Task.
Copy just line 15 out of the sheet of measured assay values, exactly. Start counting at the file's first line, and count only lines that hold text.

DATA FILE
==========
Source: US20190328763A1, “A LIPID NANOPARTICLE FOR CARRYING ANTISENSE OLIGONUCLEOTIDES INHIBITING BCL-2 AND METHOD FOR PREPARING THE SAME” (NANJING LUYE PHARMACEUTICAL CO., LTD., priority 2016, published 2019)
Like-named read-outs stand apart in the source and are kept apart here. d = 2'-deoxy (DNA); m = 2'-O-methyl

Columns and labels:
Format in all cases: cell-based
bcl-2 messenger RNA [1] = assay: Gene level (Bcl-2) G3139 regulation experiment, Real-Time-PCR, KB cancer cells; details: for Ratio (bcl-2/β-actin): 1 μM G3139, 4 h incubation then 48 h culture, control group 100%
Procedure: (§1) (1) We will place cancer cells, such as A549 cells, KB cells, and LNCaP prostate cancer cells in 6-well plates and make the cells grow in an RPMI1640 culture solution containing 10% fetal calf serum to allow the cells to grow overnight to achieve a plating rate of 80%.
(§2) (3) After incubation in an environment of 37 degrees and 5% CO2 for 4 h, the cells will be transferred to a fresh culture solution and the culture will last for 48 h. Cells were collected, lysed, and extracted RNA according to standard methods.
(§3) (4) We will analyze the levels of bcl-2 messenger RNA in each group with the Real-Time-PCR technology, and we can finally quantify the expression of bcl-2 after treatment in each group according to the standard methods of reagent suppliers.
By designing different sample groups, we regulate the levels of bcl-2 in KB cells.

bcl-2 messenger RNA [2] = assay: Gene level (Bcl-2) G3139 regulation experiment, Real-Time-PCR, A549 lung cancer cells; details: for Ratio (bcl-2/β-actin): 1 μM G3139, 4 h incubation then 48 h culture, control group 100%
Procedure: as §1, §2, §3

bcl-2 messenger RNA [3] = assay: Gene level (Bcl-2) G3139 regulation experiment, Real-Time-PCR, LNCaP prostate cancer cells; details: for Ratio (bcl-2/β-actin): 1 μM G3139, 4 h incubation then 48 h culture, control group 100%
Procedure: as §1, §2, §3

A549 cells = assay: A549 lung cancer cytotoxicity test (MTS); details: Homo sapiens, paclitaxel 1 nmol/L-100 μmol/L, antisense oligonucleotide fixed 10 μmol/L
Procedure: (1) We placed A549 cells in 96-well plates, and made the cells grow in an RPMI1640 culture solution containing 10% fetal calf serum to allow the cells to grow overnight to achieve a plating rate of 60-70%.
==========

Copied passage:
Procedure: (1) We placed A549 cells in 96-well plates, and made the cells grow in an RPMI1640 culture solution containing 10% fetal calf serum to allow the cells to grow overnight to achieve a plating rate of 60-70%.